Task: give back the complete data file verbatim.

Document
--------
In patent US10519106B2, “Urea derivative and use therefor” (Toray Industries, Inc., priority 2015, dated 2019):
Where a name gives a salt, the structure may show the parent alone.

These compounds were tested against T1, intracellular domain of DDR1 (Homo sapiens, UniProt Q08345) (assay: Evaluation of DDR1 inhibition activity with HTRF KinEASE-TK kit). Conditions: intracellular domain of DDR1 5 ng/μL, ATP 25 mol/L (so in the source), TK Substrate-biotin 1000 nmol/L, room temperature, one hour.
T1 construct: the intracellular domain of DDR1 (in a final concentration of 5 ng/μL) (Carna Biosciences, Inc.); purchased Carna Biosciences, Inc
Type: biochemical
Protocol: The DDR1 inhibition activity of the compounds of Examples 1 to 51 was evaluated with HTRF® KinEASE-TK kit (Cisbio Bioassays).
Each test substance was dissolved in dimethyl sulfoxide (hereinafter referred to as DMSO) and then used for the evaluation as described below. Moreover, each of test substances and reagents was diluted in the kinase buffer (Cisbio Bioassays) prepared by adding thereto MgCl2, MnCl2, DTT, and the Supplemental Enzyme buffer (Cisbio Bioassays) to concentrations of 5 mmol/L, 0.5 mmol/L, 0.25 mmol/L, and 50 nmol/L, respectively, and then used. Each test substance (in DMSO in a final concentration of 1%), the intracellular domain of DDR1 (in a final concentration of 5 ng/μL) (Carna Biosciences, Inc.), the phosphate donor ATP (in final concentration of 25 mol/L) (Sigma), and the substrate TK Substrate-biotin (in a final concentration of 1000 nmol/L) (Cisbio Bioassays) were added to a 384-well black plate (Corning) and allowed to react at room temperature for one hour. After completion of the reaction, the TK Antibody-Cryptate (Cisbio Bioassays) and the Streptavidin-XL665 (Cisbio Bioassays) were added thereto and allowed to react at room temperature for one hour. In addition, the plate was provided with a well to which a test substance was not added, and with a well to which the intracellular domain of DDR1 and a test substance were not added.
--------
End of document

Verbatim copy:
In patent US10519106B2, “Urea derivative and use therefor” (Toray Industries, Inc., priority 2015, dated 2019):
Where a name gives a salt, the structure may show the parent alone.

These compounds were tested against T1, intracellular domain of DDR1 (Homo sapiens, UniProt Q08345) (assay: Evaluation of DDR1 inhibition activity with HTRF KinEASE-TK kit). Conditions: intracellular domain of DDR1 5 ng/μL, ATP 25 mol/L (so in the source), TK Substrate-biotin 1000 nmol/L, room temperature, one hour.
T1 construct: the intracellular domain of DDR1 (in a final concentration of 5 ng/μL) (Carna Biosciences, Inc.); purchased Carna Biosciences, Inc
Type: biochemical
Protocol: The DDR1 inhibition activity of the compounds of Examples 1 to 51 was evaluated with HTRF® KinEASE-TK kit (Cisbio Bioassays).
Each test substance was dissolved in dimethyl sulfoxide (hereinafter referred to as DMSO) and then used for the evaluation as described below. Moreover, each of test substances and reagents was diluted in the kinase buffer (Cisbio Bioassays) prepared by adding thereto MgCl2, MnCl2, DTT, and the Supplemental Enzyme buffer (Cisbio Bioassays) to concentrations of 5 mmol/L, 0.5 mmol/L, 0.25 mmol/L, and 50 nmol/L, respectively, and then used. Each test substance (in DMSO in a final concentration of 1%), the intracellular domain of DDR1 (in a final concentration of 5 ng/μL) (Carna Biosciences, Inc.), the phosphate donor ATP (in final concentration of 25 mol/L) (Sigma), and the substrate TK Substrate-biotin (in a final concentration of 1000 nmol/L) (Cisbio Bioassays) were added to a 384-well black plate (Corning) and allowed to react at room temperature for one hour. After completion of the reaction, the TK Antibody-Cryptate (Cisbio Bioassays) and the Streptavidin-XL665 (Cisbio Bioassays) were added thereto and allowed to react at room temperature for one hour. In addition, the plate was provided with a well to which a test substance was not added, and with a well to which the intracellular domain of DDR1 and a test substance were not added.